Capital Institute spoke recently with Steve Waygood, Head of Sustainability Research at Aviva Investors, to learn more about the advocacy work the company— with $433 billion in assets under management—has undertaken to advance the cause of more transparent reporting and management of sustainability risk. We also talked with Waygood about how Aviva Investors has embedded sustainability practices into its own operations, his broad concerns about the flawed methodologies that are currently used to value corporate assets and profitability, and the role both policymakers and the private sector need to play in addressing those flaws.
I was honored to join Majora Carter, Eban Goodstein, and Elysa Hammond at the launch of Bard College's new MBA in Sustainability last week to discuss how finance has been a major factor driving our ecological and social crises and how fixing finance must be a part of the solution. The ideas I presented - an all hands on deck, bottom-up and top-down/systemic approach to sustainable finance - are at the core of a new finance curriculum the Capital Institute is helping Bard design. Below are the slides from my address. For more information on the MBA in Sustainability program, visit http://www.bard.edu/mba/.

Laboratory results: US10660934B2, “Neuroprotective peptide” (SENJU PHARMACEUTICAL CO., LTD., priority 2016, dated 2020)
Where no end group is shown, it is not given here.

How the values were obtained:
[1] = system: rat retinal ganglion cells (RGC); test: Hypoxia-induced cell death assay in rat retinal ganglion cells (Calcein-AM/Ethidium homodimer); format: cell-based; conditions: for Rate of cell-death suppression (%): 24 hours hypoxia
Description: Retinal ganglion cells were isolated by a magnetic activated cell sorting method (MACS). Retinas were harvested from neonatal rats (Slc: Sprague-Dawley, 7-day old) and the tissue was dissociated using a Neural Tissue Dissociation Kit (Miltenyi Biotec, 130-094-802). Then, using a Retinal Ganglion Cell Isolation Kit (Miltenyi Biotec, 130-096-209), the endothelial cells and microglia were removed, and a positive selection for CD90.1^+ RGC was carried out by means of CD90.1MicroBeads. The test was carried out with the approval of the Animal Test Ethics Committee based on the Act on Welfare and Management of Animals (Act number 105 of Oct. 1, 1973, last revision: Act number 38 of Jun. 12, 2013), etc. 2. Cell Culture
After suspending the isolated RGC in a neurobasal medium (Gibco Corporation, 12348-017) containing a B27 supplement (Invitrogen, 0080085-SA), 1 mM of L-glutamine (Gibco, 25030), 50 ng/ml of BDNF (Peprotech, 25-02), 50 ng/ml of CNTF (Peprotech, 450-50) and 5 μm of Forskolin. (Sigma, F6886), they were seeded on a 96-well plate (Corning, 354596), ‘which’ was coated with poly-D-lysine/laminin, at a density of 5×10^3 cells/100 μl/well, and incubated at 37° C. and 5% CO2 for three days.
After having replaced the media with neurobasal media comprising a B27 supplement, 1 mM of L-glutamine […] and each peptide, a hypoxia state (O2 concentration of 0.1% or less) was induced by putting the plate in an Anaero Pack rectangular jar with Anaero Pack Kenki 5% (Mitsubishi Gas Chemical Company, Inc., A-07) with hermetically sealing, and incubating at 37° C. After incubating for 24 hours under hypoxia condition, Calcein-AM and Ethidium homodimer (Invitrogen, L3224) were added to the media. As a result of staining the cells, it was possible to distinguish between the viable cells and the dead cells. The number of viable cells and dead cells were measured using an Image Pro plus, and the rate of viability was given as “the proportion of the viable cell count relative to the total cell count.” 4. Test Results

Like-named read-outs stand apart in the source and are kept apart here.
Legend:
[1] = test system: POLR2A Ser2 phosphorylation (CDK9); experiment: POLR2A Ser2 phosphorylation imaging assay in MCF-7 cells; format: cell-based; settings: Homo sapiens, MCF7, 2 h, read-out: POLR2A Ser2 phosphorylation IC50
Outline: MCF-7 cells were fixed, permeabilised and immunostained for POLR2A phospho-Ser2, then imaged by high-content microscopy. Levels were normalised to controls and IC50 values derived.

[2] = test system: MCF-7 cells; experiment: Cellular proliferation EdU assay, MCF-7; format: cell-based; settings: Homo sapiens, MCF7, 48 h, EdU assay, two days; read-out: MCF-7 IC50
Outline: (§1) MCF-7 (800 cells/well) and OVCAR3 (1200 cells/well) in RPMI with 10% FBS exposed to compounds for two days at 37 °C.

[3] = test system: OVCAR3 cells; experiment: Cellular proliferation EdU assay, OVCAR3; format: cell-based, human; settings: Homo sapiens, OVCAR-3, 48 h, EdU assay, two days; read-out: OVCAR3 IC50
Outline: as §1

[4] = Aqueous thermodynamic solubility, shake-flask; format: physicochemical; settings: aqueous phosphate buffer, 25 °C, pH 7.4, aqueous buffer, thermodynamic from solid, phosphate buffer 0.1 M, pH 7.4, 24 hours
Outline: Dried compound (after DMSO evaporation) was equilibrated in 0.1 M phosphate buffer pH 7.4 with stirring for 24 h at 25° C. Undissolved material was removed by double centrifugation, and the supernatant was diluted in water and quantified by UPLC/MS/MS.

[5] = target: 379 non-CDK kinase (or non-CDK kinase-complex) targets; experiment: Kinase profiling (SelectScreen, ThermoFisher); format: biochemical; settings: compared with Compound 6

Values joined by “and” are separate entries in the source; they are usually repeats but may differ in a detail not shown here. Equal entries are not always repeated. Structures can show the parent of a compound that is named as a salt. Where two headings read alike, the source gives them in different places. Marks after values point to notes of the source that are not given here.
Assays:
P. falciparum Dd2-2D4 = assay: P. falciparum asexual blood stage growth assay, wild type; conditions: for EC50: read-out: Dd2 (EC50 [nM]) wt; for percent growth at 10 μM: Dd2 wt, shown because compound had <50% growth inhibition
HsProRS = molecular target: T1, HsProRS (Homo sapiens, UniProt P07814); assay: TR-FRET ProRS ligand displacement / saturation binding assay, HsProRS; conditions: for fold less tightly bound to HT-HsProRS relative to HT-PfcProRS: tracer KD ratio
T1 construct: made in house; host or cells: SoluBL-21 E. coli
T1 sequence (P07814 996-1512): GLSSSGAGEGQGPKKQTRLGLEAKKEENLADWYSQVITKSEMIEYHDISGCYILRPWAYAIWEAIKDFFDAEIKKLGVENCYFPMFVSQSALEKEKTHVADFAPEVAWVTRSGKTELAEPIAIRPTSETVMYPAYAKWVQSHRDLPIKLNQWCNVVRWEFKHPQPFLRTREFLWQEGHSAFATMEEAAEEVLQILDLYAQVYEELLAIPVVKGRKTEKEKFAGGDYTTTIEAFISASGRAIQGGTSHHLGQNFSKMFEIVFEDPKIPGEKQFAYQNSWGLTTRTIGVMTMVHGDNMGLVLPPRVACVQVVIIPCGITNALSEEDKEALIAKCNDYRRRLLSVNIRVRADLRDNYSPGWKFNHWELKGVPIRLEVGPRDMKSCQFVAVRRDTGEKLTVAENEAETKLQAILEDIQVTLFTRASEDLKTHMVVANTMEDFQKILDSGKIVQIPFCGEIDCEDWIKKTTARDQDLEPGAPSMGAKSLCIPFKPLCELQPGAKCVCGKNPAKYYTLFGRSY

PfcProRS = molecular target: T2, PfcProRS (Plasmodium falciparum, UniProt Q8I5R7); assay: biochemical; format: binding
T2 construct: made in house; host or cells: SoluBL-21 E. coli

We were very pleased to read Al Gore and David Blood’s “Manifesto for Sustainable Capitalism” in the WSJ last week. It called for “a framework that seeks to maximize long-term economic value by reforming markets to address real needs while integrating environmental, social and governance (ESG) metrics throughout the decision-making process.” Companies that integrate sustainability into their business models and investors who evaluate them on that basis, the manifesto claims, are finding their profitability enhanced over the longer term.